Running at Large
It’s against the law to allow your dog to run at large. People are often confused by exactly what the law does – and doesn’t – allow owners to do.
A “Dog at large” is defined as a dog that is off or outside of the premises of its owner; not restrained by a rope, leash, chain, or other similar means; or not under the immediate control, restraint, or command of its owner or keeper. If a dog is not restrained by a leash or tether of some kind, is not at heel, or not a working dog in the field, the dog is considered to be “at large.” Dogs are permitted to run inside an approved off-leash park. Here is a map of off-leash parks in and close to Washington County.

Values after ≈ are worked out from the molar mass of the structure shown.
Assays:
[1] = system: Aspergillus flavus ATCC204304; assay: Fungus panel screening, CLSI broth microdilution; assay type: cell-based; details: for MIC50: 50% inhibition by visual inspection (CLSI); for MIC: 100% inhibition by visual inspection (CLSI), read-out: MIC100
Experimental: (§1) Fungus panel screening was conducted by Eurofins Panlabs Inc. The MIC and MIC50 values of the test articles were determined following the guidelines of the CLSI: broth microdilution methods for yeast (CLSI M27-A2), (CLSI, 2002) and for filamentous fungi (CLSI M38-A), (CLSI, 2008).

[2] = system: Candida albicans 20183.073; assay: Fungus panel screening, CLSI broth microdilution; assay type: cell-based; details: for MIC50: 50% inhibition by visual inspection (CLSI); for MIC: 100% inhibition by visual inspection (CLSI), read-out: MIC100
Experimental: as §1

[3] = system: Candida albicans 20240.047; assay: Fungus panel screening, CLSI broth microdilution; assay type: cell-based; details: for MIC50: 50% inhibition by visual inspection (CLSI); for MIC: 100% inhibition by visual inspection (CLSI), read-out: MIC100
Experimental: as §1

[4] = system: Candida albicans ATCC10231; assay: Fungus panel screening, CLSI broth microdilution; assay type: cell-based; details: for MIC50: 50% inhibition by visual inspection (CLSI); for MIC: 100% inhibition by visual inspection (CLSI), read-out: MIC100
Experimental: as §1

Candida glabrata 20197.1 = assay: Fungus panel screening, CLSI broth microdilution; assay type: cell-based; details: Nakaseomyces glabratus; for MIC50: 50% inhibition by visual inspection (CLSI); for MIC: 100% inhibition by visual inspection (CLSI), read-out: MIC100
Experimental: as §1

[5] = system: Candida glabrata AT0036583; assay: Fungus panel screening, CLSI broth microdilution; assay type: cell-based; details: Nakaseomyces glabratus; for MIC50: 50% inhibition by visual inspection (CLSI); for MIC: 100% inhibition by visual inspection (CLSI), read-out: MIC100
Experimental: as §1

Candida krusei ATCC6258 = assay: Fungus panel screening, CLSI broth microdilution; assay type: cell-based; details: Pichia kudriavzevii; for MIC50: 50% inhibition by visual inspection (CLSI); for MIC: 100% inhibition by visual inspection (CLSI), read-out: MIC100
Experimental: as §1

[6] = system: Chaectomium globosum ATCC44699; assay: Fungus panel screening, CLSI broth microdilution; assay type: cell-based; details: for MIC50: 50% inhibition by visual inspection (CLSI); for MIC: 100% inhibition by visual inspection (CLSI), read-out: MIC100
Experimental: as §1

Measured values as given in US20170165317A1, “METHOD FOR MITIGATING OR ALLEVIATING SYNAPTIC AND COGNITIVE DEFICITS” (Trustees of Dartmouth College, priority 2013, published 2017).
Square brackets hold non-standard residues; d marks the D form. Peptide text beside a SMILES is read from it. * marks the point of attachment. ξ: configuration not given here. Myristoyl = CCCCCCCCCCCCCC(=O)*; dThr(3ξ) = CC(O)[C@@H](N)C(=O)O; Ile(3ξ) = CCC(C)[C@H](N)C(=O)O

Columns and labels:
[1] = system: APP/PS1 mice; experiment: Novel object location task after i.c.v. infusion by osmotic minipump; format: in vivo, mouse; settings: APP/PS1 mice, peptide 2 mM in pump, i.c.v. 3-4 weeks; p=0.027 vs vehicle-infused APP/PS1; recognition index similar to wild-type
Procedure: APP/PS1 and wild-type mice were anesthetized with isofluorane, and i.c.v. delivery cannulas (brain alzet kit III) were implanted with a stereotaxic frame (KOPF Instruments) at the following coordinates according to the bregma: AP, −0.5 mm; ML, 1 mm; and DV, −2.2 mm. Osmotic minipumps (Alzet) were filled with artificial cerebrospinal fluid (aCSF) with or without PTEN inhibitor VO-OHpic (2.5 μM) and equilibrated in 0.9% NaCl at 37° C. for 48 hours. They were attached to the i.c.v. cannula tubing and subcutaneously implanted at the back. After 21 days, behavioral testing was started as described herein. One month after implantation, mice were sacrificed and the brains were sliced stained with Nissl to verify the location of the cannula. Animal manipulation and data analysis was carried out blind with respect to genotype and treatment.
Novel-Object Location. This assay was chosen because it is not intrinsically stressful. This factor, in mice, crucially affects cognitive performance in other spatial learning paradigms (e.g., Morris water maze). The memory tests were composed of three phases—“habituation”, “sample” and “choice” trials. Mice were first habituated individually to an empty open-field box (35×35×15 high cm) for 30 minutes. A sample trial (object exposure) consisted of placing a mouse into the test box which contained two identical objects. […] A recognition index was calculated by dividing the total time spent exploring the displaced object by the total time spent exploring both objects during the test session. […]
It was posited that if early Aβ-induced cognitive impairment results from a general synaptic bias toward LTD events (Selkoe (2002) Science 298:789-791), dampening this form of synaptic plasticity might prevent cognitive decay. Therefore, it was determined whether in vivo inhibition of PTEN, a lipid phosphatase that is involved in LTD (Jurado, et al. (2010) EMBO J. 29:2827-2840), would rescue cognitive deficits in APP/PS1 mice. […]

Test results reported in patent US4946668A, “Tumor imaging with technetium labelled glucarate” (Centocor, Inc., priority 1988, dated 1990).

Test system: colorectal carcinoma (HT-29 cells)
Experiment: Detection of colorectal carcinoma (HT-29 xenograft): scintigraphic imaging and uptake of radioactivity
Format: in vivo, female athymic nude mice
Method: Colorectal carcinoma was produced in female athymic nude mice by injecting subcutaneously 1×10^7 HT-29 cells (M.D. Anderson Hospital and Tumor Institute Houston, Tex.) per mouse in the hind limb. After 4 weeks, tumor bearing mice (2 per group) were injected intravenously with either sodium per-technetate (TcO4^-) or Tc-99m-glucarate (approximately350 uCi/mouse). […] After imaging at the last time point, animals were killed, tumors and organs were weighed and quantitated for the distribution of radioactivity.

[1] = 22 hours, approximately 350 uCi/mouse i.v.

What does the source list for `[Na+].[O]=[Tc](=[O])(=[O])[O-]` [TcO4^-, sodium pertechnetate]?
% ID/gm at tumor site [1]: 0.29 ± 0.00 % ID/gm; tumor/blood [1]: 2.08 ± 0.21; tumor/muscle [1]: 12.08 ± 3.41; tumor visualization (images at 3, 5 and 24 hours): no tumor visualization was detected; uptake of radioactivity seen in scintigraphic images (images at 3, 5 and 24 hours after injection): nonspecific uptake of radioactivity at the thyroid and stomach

We enforce this law seriously. Last year, we responded to about 1200 dogs-at-large complaints.
We encourage neighbors to settle these problems amicably when possible. Often, you’ll find out that you can resolve the problem without the legal process. For example, your neighbor might not know that the dog is running through the neighborhood while the family is off to work. Explaining the problem to the dog’s owner usually solves the problem. If after speaking with the owner the problem continues, call us. Animal Services will dispatch an officer to discuss the problem with the dog owner. Any dog found running at large may be impounded. If impounded, redemption fees and fines will be charged.
Sometimes, we’ll suggest that you file a formal complaint against the dog’s owner. Animal Services can help you file this complaint, known as a civil infraction.